- Geometry. any unbroken part of the circumference of a circle or other curved line.
- Also called electric arc. Electricity. a luminous bridge formed in a gap between two electrodes.Compare spark1(def 2).
- Astronomy. the part of a circle representing the apparent course of a heavenly body.
- anything bow-shaped.
- to form an electric arc.
- to move in a curve suggestive of an arc.
Origin of arc
Examples from the Web for arced
Dennis roared again, pushed away and arced the knife at his throat.Ten From Infinity
Paul W. Fairman
He didn't even see the fist that arced upward and smashed into his jaw.By Proxy
Gordon Randall Garrett
John Andrew yelled at him as he arced forward, but it was too late.Stairway to the Stars
The Nipe arced backwards in a half-somersault and landed flat on his back.Anything You Can Do
Gordon Randall Garrett
As it rose, it grew perceptibly larger, to dwindle again as it arced over the western horizon.
- something curved in shape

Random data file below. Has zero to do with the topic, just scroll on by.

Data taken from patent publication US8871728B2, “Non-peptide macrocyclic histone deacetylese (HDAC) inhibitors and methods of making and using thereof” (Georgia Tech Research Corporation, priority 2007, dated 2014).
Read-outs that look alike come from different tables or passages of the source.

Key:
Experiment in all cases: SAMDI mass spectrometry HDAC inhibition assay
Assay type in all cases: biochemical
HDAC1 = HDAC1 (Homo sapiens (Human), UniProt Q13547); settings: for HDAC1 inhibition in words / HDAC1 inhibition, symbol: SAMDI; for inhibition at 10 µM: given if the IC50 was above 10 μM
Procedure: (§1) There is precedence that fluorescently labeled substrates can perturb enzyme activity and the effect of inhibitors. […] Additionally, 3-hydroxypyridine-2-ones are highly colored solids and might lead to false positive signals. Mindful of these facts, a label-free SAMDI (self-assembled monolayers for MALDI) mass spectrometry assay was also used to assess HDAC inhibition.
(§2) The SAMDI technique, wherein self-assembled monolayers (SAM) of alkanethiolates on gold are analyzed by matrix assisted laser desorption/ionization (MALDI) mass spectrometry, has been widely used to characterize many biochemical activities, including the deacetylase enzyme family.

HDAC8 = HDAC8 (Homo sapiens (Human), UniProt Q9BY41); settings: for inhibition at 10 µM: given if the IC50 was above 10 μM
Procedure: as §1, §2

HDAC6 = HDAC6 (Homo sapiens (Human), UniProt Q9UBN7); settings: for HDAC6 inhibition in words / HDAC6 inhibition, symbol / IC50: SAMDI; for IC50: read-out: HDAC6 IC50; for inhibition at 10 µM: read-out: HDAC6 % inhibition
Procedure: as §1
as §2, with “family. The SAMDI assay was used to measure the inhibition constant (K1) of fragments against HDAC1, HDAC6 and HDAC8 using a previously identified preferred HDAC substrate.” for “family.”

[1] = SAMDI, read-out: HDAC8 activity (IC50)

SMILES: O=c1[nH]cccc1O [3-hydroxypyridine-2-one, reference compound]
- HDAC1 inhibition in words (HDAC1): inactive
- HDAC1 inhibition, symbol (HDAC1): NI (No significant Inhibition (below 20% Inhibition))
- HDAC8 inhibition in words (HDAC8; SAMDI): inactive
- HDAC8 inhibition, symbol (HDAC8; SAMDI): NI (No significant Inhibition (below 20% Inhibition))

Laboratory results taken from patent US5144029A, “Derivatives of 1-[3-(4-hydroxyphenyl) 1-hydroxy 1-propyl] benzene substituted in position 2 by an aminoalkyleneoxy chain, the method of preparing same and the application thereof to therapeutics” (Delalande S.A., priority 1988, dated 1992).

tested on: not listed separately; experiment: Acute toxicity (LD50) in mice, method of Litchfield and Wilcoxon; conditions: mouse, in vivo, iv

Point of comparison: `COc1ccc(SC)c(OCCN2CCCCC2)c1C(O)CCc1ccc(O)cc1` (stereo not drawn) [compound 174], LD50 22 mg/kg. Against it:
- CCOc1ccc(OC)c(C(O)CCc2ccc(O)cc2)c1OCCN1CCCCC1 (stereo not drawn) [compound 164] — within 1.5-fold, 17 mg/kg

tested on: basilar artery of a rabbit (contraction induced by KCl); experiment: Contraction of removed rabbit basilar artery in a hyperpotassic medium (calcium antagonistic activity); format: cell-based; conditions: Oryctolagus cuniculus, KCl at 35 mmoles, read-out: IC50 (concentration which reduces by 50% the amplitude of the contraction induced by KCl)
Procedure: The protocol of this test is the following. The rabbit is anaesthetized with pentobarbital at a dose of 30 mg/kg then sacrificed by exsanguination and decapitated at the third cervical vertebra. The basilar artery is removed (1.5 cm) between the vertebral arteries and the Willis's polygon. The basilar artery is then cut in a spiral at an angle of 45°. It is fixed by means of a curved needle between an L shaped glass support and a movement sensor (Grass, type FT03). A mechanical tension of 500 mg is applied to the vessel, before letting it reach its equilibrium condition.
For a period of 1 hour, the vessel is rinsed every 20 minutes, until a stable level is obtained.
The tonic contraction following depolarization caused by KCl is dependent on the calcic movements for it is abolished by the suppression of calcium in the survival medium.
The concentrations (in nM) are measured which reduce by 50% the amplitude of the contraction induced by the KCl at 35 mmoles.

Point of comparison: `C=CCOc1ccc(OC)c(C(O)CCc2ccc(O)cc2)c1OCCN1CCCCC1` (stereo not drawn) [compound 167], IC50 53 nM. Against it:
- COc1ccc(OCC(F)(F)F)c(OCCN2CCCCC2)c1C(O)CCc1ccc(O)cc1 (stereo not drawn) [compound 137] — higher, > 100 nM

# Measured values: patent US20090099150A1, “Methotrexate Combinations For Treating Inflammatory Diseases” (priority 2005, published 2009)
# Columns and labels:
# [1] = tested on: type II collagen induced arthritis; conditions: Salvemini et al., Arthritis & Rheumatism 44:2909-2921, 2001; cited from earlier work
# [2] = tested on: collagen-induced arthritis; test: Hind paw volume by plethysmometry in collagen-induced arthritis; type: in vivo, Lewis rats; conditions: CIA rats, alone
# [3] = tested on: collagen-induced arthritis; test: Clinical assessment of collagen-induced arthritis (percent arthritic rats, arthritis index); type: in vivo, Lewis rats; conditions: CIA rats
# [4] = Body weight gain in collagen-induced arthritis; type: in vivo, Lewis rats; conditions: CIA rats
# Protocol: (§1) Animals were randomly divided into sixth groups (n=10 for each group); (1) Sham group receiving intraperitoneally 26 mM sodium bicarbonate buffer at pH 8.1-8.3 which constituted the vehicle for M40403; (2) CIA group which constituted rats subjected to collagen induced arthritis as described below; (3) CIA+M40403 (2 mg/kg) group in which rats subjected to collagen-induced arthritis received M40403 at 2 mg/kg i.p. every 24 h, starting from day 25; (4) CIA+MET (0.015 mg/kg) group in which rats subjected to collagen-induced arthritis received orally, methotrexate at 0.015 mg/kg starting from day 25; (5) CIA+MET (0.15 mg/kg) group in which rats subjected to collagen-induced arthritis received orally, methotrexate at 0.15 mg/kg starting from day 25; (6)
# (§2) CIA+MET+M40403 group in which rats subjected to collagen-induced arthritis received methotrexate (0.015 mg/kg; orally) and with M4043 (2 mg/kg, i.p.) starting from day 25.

- part of an unbroken curved line
- a luminous discharge that occurs when an electric current flows between two electrodes or any other two surfaces separated by a small gap and a high potential difference
- astronomy a circular section of the apparent path of a celestial body
- maths a section of a curve, graph, or geometric figure
- (intr) to form an arc
- maths specifying an inverse trigonometric function: usually written arcsin, arctan, arcsec, etc, or sometimes sin –1, tan –1, sec –1, etc
- AIDS-related complex: an early condition in which a person infected with the AIDS virus may suffer from such mild symptoms as loss of weight, fever, etc
Word Origin and History for arced
late 14c., originally in reference to the sun's apparent motion in the sky, from Old French arc "bow, arch, vault" (12c.), from Latin arcus "a bow, arch," from PIE root *arku- "bowed, curved" (cf. Gothic arhvazna "arrow," Old English earh, Old Norse ör; also, via notion of "supple, flexible," Greek arkeuthos, Latvian ercis "juniper," Russian rakita, Czech rokyta, Serbo-Croatian rakita "brittle willow"). Electrical sense is from 1821.
1893, in the electrical sense, from arc (n.). Meaning "to move in an arc" attested by 1954. Related: Arced; arcing.
- A curved line or segment of a circle.
- AIDS-related complex
- A segment of a circle.
- See electric arc.